This is the second article reviewing the effects of the pilot King Street transit priority scheme. Part 1 looked at the behaviour of the 504 King streetcar route, and Part 2 concerns the operation of 501 Queen and 6 Bay during the same period.
Among the effects anticipated from the pilot was an increase in traffic on parallel streets with the effect reaching as far north as Queen Street. Queen suffers badly during the shutdown of King for TIFF in September, and by extension some problems were expected to show up with the pilot’s changes changes on King.
Another effect that was expected was congestion on the north-south streets crossing King. Only one transit route in mixed traffic, 6 Bay, operates on such a street.
The City of Toronto is monitoring traffic behaviour on many streets in the study area and will publish their own preliminary findings in mid-December.
The charts presented here are in the same two formats as those in Part 1:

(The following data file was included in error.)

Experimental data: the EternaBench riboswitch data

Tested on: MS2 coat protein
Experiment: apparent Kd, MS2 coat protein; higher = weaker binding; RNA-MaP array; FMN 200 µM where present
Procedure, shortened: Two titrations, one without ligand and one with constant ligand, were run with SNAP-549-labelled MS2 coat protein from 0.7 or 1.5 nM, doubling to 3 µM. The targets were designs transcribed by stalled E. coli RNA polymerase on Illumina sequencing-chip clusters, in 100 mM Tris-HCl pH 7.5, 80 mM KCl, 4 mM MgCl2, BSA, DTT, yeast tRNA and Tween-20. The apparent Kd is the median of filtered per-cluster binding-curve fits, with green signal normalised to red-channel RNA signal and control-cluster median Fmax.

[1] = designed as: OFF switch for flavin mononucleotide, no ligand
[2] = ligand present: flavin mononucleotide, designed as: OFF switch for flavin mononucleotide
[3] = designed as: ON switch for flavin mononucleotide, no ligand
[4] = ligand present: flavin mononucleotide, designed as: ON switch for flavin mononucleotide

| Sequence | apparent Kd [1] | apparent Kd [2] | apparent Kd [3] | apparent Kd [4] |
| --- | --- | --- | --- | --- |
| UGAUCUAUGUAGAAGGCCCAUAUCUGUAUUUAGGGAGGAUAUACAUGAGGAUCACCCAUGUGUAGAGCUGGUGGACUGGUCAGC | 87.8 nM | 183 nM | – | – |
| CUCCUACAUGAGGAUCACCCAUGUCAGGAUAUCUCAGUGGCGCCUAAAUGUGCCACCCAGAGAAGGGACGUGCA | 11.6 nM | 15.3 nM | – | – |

- One pair of charts shows the travel times between Bathurst and Jarvis on Queen, and between Dundas and Front on Bay, both ways. Each day’s data are plotted individually to show the difference between individual trips, the evolution of travel times over the day, and the degree of dispersion in travel time values (i.e. the predictability, or not, of travel time for any journey).
- One pair of charts shows average times, by hour, for each day to illustrate daily fluctuations and any before/after changes concurrent with the King Street Pilot.
For both routes, there is almost no change in the average travel times after the pilot began. Values on Queen bounce around a lot, but they do so both before and after the pilot began.
There is a quite striking weekly pattern with much higher than usual averages during the PM peak eastbound on Queen and southbound on Bay with low values usually on Mondays, and much higher values later in the week. This shows the importance of studying route behaviour over several days, while remaining aware that external events can create patterns in the data, or can create one-time disruptions for special events such as parades or sporting events.